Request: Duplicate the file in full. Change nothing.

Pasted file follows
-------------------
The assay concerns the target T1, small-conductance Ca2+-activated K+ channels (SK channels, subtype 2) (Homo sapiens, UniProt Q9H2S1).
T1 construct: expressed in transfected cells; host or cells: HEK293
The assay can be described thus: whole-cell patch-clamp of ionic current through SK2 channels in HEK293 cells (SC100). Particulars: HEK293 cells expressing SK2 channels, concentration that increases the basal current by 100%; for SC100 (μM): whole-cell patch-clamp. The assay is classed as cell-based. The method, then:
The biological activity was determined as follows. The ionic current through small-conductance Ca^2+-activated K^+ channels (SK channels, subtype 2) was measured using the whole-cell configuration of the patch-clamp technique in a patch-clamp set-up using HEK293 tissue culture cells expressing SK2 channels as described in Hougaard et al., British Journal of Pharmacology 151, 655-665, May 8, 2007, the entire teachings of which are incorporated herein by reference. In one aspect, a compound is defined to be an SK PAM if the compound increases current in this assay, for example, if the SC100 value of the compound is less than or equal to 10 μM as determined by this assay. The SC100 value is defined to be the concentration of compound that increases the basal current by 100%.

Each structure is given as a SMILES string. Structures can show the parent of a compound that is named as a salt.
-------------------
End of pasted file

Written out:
The assay concerns the target T1, small-conductance Ca2+-activated K+ channels (SK channels, subtype 2) (Homo sapiens, UniProt Q9H2S1).
T1 construct: expressed in transfected cells; host or cells: HEK293
The assay can be described thus: whole-cell patch-clamp of ionic current through SK2 channels in HEK293 cells (SC100). Particulars: HEK293 cells expressing SK2 channels, concentration that increases the basal current by 100%; for SC100 (μM): whole-cell patch-clamp. The assay is classed as cell-based. The method, then:
The biological activity was determined as follows. The ionic current through small-conductance Ca^2+-activated K^+ channels (SK channels, subtype 2) was measured using the whole-cell configuration of the patch-clamp technique in a patch-clamp set-up using HEK293 tissue culture cells expressing SK2 channels as described in Hougaard et al., British Journal of Pharmacology 151, 655-665, May 8, 2007, the entire teachings of which are incorporated herein by reference. In one aspect, a compound is defined to be an SK PAM if the compound increases current in this assay, for example, if the SC100 value of the compound is less than or equal to 10 μM as determined by this assay. The SC100 value is defined to be the concentration of compound that increases the basal current by 100%.

Each structure is given as a SMILES string. Structures can show the parent of a compound that is named as a salt.